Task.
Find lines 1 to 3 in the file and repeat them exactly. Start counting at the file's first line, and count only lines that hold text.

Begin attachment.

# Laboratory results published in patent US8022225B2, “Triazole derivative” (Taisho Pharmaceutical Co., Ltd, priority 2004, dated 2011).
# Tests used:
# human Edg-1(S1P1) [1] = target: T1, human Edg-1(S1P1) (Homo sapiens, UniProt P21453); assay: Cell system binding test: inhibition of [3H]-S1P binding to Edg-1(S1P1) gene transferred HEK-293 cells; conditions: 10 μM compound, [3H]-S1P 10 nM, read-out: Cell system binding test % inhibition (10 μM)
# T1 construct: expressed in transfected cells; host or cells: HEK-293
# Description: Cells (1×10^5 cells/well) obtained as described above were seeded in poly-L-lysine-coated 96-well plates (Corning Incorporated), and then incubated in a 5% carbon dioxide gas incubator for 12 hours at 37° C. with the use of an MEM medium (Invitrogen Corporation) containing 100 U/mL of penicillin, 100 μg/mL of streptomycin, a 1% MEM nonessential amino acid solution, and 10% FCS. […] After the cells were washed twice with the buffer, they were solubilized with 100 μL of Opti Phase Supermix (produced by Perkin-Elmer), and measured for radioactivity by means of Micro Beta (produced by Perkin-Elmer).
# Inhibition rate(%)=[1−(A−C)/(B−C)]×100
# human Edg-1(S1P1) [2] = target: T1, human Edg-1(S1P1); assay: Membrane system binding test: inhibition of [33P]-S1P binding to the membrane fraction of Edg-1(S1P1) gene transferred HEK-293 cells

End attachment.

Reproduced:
# Laboratory results published in patent US8022225B2, “Triazole derivative” (Taisho Pharmaceutical Co., Ltd, priority 2004, dated 2011).
# Tests used:
# human Edg-1(S1P1) [1] = target: T1, human Edg-1(S1P1) (Homo sapiens, UniProt P21453); assay: Cell system binding test: inhibition of [3H]-S1P binding to Edg-1(S1P1) gene transferred HEK-293 cells; conditions: 10 μM compound, [3H]-S1P 10 nM, read-out: Cell system binding test % inhibition (10 μM)